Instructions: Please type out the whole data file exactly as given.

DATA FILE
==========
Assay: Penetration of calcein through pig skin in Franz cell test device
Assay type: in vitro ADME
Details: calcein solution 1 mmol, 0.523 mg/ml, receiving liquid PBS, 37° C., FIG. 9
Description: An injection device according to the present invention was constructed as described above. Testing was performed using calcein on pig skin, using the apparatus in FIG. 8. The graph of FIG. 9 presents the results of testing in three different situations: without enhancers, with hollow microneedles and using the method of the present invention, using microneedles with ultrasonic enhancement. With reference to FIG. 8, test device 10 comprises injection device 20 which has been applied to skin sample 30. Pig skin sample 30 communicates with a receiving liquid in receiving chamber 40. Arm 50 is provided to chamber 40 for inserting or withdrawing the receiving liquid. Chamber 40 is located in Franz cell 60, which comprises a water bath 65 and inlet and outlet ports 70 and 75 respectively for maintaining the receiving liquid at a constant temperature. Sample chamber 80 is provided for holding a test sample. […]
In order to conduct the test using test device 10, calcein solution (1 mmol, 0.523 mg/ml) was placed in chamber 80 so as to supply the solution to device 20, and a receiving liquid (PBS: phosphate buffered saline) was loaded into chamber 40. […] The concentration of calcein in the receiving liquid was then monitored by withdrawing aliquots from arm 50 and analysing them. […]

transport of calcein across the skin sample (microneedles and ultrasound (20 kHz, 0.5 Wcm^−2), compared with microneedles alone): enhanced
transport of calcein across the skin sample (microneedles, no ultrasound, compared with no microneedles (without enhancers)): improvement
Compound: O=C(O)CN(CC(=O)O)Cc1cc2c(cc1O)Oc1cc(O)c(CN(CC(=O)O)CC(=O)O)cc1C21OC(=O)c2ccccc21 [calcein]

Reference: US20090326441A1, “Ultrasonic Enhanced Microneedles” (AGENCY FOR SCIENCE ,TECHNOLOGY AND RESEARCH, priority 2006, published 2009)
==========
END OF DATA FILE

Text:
Assay: Penetration of calcein through pig skin in Franz cell test device
Assay type: in vitro ADME
Details: calcein solution 1 mmol, 0.523 mg/ml, receiving liquid PBS, 37° C., FIG. 9
Description: An injection device according to the present invention was constructed as described above. Testing was performed using calcein on pig skin, using the apparatus in FIG. 8. The graph of FIG. 9 presents the results of testing in three different situations: without enhancers, with hollow microneedles and using the method of the present invention, using microneedles with ultrasonic enhancement. With reference to FIG. 8, test device 10 comprises injection device 20 which has been applied to skin sample 30. Pig skin sample 30 communicates with a receiving liquid in receiving chamber 40. Arm 50 is provided to chamber 40 for inserting or withdrawing the receiving liquid. Chamber 40 is located in Franz cell 60, which comprises a water bath 65 and inlet and outlet ports 70 and 75 respectively for maintaining the receiving liquid at a constant temperature. Sample chamber 80 is provided for holding a test sample. […]
In order to conduct the test using test device 10, calcein solution (1 mmol, 0.523 mg/ml) was placed in chamber 80 so as to supply the solution to device 20, and a receiving liquid (PBS: phosphate buffered saline) was loaded into chamber 40. […] The concentration of calcein in the receiving liquid was then monitored by withdrawing aliquots from arm 50 and analysing them. […]

transport of calcein across the skin sample (microneedles and ultrasound (20 kHz, 0.5 Wcm^−2), compared with microneedles alone): enhanced
transport of calcein across the skin sample (microneedles, no ultrasound, compared with no microneedles (without enhancers)): improvement
Compound: O=C(O)CN(CC(=O)O)Cc1cc2c(cc1O)Oc1cc(O)c(CN(CC(=O)O)CC(=O)O)cc1C21OC(=O)c2ccccc21 [calcein]

Reference: US20090326441A1, “Ultrasonic Enhanced Microneedles” (AGENCY FOR SCIENCE ,TECHNOLOGY AND RESEARCH, priority 2006, published 2009)